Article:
In one of his letters, J.R.R. Tolkien described his recurring dream of a wave sweeping over the land, destroying all in its wake. He also expressed his surprise at discovering that one of his sons shared that same dream (which came to life in Tolkien’s narrative of Númenor’s sinking). It’s an unusual dream, to be sure, which added to my surprise when I read of a similar incident in Susan Cooper’s fantasy Silver on the Tree. The drowning of the Lost Land is perhaps my favorite moment in her entire The Dark Is Rising sequence. No, I don’t suffer from an abnormal love of flooding, and I have not shared Tolkien’s dream. But perhaps the drowning of the Lost Land is one of the most mythic moments in the sequence. And myth is a thing sadly lacking in too much contemporary fantasy.
When I pick up what I think is a fantasy novel and find, instead, a gladiator story in an imaginary world with a few strange creatures (as I did last weekend), I find it a little ridiculous. There are many wonderful ways to use the fantasy genre, but a substitute for ordinary historical fiction is not a very good one. Perhaps I’m prejudging the book–I didn’t bother reading it in its entirety, after all, so I won’t name it here. But I think the weakness I saw is a very real danger that many fantasy authors face–one that many of them face unsuccessfully.
The earliest fantasies were primarily about inspiring wonder of one sort or another. Unlike modern “fantasies”, they were not about being “gritty” or including a certain predetermined amount of excitement (read: sex and violence).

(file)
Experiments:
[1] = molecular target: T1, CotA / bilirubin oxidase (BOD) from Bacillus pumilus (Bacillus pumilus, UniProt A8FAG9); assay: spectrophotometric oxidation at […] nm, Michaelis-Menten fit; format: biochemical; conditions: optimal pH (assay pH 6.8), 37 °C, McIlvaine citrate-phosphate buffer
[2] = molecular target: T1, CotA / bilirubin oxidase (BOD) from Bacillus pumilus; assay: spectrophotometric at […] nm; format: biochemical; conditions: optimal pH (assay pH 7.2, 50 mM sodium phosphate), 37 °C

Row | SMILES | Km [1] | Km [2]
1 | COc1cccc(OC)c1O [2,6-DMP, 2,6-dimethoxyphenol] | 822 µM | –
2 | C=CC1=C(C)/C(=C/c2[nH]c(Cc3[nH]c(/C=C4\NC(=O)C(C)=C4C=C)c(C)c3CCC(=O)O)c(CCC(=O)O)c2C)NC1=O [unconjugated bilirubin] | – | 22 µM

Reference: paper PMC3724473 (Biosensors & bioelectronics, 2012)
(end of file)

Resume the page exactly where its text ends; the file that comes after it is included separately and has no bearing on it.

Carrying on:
That isn’t to say that fantasies should not be exciting. It also isn’t to say that fantasy must always be a vehicle for wonder. There are other legitimate uses–as a social critique, for example (think Gulliver’s Travels) or even as a work of sheer nonsensical fun (Alice in Wonderland, anyone?). Where problems arise is when authors try to write a fairly ordinary love-story or war-story in a fantasy setting. A setting that is unnecessary to the plot of a story adds nothing, and can in fact be distracting. And then there are those settings that are less about imagination, of any sort, and more about the author’s darker daydreams. I have no patience for those sorts of stories at all. Not only are many of them morally bad, but their very focus almost forces them to become bad art.
But the lack of wonder in many fantasies has nothing to do with their belonging to a particular subgenre and more to do with a basic misunderstanding. I can’t recall the number of Facebook advertisements I’ve seen for stories “in the tradition of J.R.R. Tolkien.” Well–they aren’t. Or at least they aren’t in the few advertisements I’ve actually clicked on. Many authors seem to think that Tolkien achieved what he did by creating an imaginary world with lots of battles between good and evil. But that’s only part of the story. Before Tolkien wrote The Lord of the Rings, he studied myths. He read fairy stories. He understood what made them different from realistic novels. Many authors today don’t seem to recognize that distinction. “Gritty” fantasies, according to Tolkien’s view of the genre, are entirely missing the point.
Susan Cooper, so far as I’m aware, made no claims to be writing “in the tradition of J.R.R. Tolkien.” And she wasn’t. Tolkien, for one thing, did not base his stories on the Celtic and Arthurian mythologies that Cooper used so heavily. Cooper also based her works in the recorded history of Britain, while Tolkien was trying to give the English the mythology they never had. Their worldviews, too, differed greatly. But Cooper understood that wonder is the key to fantasy, that fantasy isn’t about being “gritty” or even exciting. Good fantasies “in the tradition of J.R.R. Tolkien” are about learning to look at the world with new eyes–to see the earth truly for the first time. And, after reading Cooper, I think I can say this honestly. I will never think of flooding in the same way again. Or the ocean. Or even a set of doors.
And that, I think, is the point.